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Taking Action That Counts: How Tamil Nadu Bridged Its Under-5 Gender Gap

After being on the radar for recording a staggering gender gap in its under-five mortality rate, the state has finally managed to redeem itself and bridge it in 2016, according to the Registrar General of India’s latest report.

In the 1980s the state of Tamil Nadu made national headlines for all the wrong reasons. One of them was rampant female foeticide across the state. Gory stories of baby girls being brutally killed, drowned or abandoned emerged and the image of the state continued to remain tarnished for years.

After being on the radar for recording a staggering gender gap in its under-five mortality rate, the state has finally managed to redeem itself and bridge it in 2016, according to the Registrar General of India’s latest report.

Tamil Nadu Gender gap
Representational Image only. Source:Wikimedia Commons

While the overall mortality rate of children under five in the state was 20 per 1,000 live births in 2015, it has come down to 19 per 1,000 live births in 2016, which on a national level is a huge decline.

The state has also successfully managed to bridge the gender gap between its boys and girls.

Speaking to the Times of India, Director of public health K Kolandaswamy said the state was able to achieve it through a slew of processes and initiatives that began ten years ago.

“We have managed to bridge it through a combination of initiatives by the health, social welfare and education departments that have together tried to empower women and girls,” he said.

Today let’s look at five initiatives the state undertook over the years to successfully reverse the trend.

The Cradle Baby Scheme, 1992

Launched by the then Chief Minister of Tamil Nadu, Late Jayalalithaa, the Cradle Baby Scheme was introduced in 1992. Under the scheme, cradles were set up outside various places like hospitals, primary health centres and orphanages, to save abandoned babies by families and individuals.

The state government identified places notorious for female foeticide like Madurai, Theni, Salem etc. and set these centres up there.

Though the scheme was criticised by many for encouraging ‘morally wrong’ behaviour, many did not realise that the scheme – in addition to saving girl children (abandoned due to poverty or their parents’ crippling need for a son), these cradles saved many abandoned boys born of out wedlock.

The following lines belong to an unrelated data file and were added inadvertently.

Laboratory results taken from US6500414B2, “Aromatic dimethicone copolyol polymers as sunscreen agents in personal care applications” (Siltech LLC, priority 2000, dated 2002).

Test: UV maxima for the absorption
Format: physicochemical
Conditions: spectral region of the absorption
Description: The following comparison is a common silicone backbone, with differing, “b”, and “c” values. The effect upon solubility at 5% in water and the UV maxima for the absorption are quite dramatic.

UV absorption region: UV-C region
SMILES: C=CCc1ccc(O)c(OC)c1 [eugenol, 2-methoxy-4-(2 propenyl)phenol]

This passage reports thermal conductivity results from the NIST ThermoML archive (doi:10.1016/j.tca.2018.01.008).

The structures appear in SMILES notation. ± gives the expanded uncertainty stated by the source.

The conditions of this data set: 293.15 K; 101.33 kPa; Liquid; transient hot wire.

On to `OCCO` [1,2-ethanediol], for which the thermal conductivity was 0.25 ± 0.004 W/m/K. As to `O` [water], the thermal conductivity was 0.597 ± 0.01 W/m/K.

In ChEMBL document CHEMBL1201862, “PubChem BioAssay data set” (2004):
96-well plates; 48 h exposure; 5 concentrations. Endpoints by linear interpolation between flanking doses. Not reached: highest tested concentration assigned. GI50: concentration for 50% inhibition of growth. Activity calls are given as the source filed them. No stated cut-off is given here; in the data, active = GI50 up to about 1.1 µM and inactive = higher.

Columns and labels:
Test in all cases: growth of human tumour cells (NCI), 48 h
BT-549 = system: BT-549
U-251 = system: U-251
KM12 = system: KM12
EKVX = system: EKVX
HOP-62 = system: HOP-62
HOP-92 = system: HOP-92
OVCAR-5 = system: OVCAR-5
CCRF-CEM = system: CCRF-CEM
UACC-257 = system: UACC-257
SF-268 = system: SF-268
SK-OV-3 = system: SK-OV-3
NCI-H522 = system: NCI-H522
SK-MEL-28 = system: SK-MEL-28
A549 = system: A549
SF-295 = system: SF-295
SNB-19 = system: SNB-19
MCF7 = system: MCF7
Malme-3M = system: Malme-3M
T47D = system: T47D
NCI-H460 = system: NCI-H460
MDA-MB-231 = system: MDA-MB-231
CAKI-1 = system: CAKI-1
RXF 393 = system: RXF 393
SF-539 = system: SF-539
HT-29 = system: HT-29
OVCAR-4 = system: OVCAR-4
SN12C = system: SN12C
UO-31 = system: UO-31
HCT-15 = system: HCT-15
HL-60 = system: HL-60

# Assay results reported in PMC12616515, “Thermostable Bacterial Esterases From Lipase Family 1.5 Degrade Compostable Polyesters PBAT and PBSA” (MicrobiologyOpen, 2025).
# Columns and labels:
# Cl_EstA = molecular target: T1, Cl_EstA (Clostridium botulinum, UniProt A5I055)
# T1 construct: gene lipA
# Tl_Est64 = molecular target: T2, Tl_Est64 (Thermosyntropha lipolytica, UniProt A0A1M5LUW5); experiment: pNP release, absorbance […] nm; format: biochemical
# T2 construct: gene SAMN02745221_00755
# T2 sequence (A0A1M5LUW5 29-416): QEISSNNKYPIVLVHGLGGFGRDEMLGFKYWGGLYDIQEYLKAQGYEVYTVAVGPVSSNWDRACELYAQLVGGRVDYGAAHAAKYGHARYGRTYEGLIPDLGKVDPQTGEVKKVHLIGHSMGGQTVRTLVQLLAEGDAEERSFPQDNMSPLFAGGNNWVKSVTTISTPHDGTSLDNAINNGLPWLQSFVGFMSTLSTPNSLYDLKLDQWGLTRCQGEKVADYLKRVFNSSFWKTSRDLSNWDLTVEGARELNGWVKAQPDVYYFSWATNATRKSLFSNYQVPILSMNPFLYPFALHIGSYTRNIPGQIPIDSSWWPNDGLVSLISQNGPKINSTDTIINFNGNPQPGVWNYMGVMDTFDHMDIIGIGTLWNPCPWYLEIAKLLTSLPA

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The Girl Child Protection Scheme

This scheme was launched by the State government to promote family planning, stop female infanticide and change mindsets among parents about the preference for a male child. The state deposited an amount of Rs 22,200 (later increased to Rs 50,000) in the name of the girl child, only when there was a single girl child in the household and either of parent underwent sterilisation.

The deposited amount, with interest, was released to the girl child once she turned 18, enabling her to pursue higher education or to meet marriage expenses.

In households with two girls and no boy child, the state gave an initial amount of Rs RS 15, 200 (which was later increased to 25,000) to be deposited for each girl child.

National Programme for Education of Girls at Elementary Level (NPEGEL)

Launched in 2003 by the Ministry Department of Women and Child Development, Government of Tamil Nadu, the aim of this scheme was to reach the “hardest to reach” girls, belonging to SC/ ST categories from Educationally Backward Blocks (EEBs).

Under the scheme, ‘model schools’ were set up in every cluster to encourage communities to enrol girls in school and supervise the numbers. Activities like gender sensitisation of teachers, development of gender-sensitive learning materials, and incentives like stationery, workbooks, uniforms, library, sports, vocational training, etc. were given with a one-time grant of an amount of Rs.30,000/-


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Making healthcare accessible for underprivileged mothers

To ensure healthcare facilities reach pregnant women and infants in the remote parts of the state, the government created a network to track them through the facilities under its health and social welfare departments and even launched home-based care in tribal communities and settlements.

In 2016, the former Tamil Nadu Chief Minister Jayalalithaa launched a maternity care plan where expectant mothers were even provided with a free bouquet of 11 types of herbal medicines to encourage normal deliveries as against cesarean sections known as the ‘Amma Magapperu Sanjeevi.’

This scheme was launched to give women who sought medical care for pregnancy in a government hospital the option of supportive care from a Siddha practitioner in the institution.

Following National Schemes and Directives

With the launch of nationwide anti-sex determination directives and ‘Beti Bachao Beti Padhao’ campaign, the state used mass communication tools to educate parents and protect and empower its girl children.

Various TVCs were broadcast to make the public aware of the consequences of attempting to determine the gender of their child during sonography or other screening processes. Not only would they be penalised with a fine, but also put behind bars. Directives were issued to path labs and radiologists to stop the practice of revealing the baby’s gender to the parents.

The BBBP initiative focussed on 100 districts across the country with lowest child sex ratio, primarily undertook sensitisation campaigns to change mindsets.

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